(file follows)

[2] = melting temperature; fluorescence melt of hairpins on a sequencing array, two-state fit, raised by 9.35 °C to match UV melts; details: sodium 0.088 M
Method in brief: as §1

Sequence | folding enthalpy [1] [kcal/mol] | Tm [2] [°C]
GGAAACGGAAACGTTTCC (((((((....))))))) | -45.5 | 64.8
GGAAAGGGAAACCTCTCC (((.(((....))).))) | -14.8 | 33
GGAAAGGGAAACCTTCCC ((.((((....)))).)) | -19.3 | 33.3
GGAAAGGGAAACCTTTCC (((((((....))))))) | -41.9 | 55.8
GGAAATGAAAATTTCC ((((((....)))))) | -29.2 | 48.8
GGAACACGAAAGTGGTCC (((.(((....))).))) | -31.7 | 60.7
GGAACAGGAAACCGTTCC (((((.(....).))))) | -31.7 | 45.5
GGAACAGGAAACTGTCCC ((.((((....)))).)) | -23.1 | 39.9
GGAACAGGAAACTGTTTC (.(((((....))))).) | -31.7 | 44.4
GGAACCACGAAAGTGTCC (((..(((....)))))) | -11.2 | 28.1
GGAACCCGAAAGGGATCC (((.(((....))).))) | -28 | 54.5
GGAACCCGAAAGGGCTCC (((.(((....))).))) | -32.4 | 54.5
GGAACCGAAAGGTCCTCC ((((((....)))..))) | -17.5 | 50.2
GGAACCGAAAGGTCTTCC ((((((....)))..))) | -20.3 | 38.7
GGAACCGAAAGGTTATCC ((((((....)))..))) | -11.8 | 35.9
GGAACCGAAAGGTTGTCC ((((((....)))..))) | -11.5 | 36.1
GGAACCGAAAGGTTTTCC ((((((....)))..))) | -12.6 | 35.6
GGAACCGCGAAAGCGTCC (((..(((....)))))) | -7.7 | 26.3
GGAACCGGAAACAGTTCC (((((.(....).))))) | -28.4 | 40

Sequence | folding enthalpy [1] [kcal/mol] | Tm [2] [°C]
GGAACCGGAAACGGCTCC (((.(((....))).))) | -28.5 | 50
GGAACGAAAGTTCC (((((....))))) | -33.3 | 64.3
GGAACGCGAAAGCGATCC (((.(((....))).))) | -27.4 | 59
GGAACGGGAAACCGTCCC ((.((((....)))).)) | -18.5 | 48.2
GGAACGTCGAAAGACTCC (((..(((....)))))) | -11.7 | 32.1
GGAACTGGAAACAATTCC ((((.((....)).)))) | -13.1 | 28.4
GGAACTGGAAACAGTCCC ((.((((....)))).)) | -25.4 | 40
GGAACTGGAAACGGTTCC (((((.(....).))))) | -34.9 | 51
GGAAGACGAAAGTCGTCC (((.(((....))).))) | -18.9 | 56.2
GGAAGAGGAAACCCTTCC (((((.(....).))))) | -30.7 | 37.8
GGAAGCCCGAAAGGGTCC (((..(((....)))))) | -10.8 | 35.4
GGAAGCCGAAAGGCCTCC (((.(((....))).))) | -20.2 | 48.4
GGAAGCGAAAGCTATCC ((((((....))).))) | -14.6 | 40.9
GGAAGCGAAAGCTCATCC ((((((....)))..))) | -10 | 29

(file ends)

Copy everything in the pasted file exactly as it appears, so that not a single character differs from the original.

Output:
[2] = melting temperature; fluorescence melt of hairpins on a sequencing array, two-state fit, raised by 9.35 °C to match UV melts; details: sodium 0.088 M
Method in brief: as §1

Sequence | folding enthalpy [1] [kcal/mol] | Tm [2] [°C]
GGAAACGGAAACGTTTCC (((((((....))))))) | -45.5 | 64.8
GGAAAGGGAAACCTCTCC (((.(((....))).))) | -14.8 | 33
GGAAAGGGAAACCTTCCC ((.((((....)))).)) | -19.3 | 33.3
GGAAAGGGAAACCTTTCC (((((((....))))))) | -41.9 | 55.8
GGAAATGAAAATTTCC ((((((....)))))) | -29.2 | 48.8
GGAACACGAAAGTGGTCC (((.(((....))).))) | -31.7 | 60.7
GGAACAGGAAACCGTTCC (((((.(....).))))) | -31.7 | 45.5
GGAACAGGAAACTGTCCC ((.((((....)))).)) | -23.1 | 39.9
GGAACAGGAAACTGTTTC (.(((((....))))).) | -31.7 | 44.4
GGAACCACGAAAGTGTCC (((..(((....)))))) | -11.2 | 28.1
GGAACCCGAAAGGGATCC (((.(((....))).))) | -28 | 54.5
GGAACCCGAAAGGGCTCC (((.(((....))).))) | -32.4 | 54.5
GGAACCGAAAGGTCCTCC ((((((....)))..))) | -17.5 | 50.2
GGAACCGAAAGGTCTTCC ((((((....)))..))) | -20.3 | 38.7
GGAACCGAAAGGTTATCC ((((((....)))..))) | -11.8 | 35.9
GGAACCGAAAGGTTGTCC ((((((....)))..))) | -11.5 | 36.1
GGAACCGAAAGGTTTTCC ((((((....)))..))) | -12.6 | 35.6
GGAACCGCGAAAGCGTCC (((..(((....)))))) | -7.7 | 26.3
GGAACCGGAAACAGTTCC (((((.(....).))))) | -28.4 | 40

Sequence | folding enthalpy [1] [kcal/mol] | Tm [2] [°C]
GGAACCGGAAACGGCTCC (((.(((....))).))) | -28.5 | 50
GGAACGAAAGTTCC (((((....))))) | -33.3 | 64.3
GGAACGCGAAAGCGATCC (((.(((....))).))) | -27.4 | 59
GGAACGGGAAACCGTCCC ((.((((....)))).)) | -18.5 | 48.2
GGAACGTCGAAAGACTCC (((..(((....)))))) | -11.7 | 32.1
GGAACTGGAAACAATTCC ((((.((....)).)))) | -13.1 | 28.4
GGAACTGGAAACAGTCCC ((.((((....)))).)) | -25.4 | 40
GGAACTGGAAACGGTTCC (((((.(....).))))) | -34.9 | 51
GGAAGACGAAAGTCGTCC (((.(((....))).))) | -18.9 | 56.2
GGAAGAGGAAACCCTTCC (((((.(....).))))) | -30.7 | 37.8
GGAAGCCCGAAAGGGTCC (((..(((....)))))) | -10.8 | 35.4
GGAAGCCGAAAGGCCTCC (((.(((....))).))) | -20.2 | 48.4
GGAAGCGAAAGCTATCC ((((((....))).))) | -14.6 | 40.9
GGAAGCGAAAGCTCATCC ((((((....)))..))) | -10 | 29